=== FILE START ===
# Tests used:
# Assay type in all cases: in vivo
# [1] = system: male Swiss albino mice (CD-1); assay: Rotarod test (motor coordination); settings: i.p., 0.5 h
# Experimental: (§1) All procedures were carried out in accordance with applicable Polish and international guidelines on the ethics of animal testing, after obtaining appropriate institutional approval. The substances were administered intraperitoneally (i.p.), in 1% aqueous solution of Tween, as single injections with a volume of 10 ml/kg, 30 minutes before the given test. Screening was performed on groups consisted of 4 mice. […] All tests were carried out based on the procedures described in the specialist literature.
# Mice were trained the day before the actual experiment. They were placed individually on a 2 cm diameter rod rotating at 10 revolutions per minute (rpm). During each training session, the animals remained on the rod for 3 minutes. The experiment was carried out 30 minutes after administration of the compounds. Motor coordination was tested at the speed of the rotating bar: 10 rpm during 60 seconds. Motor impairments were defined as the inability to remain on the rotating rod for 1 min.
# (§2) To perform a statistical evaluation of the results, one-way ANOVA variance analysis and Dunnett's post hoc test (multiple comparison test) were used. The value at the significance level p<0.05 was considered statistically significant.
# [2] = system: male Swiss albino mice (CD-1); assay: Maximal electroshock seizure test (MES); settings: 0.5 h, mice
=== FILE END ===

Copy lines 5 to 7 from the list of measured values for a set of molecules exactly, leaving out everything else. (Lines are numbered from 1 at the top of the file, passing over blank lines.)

# Mice were trained the day before the actual experiment. They were placed individually on a 2 cm diameter rod rotating at 10 revolutions per minute (rpm). During each training session, the animals remained on the rod for 3 minutes. The experiment was carried out 30 minutes after administration of the compounds. Motor coordination was tested at the speed of the rotating bar: 10 rpm during 60 seconds. Motor impairments were defined as the inability to remain on the rotating rod for 1 min.
# (§2) To perform a statistical evaluation of the results, one-way ANOVA variance analysis and Dunnett's post hoc test (multiple comparison test) were used. The value at the significance level p<0.05 was considered statistically significant.
# [2] = system: male Swiss albino mice (CD-1); assay: Maximal electroshock seizure test (MES); settings: 0.5 h, mice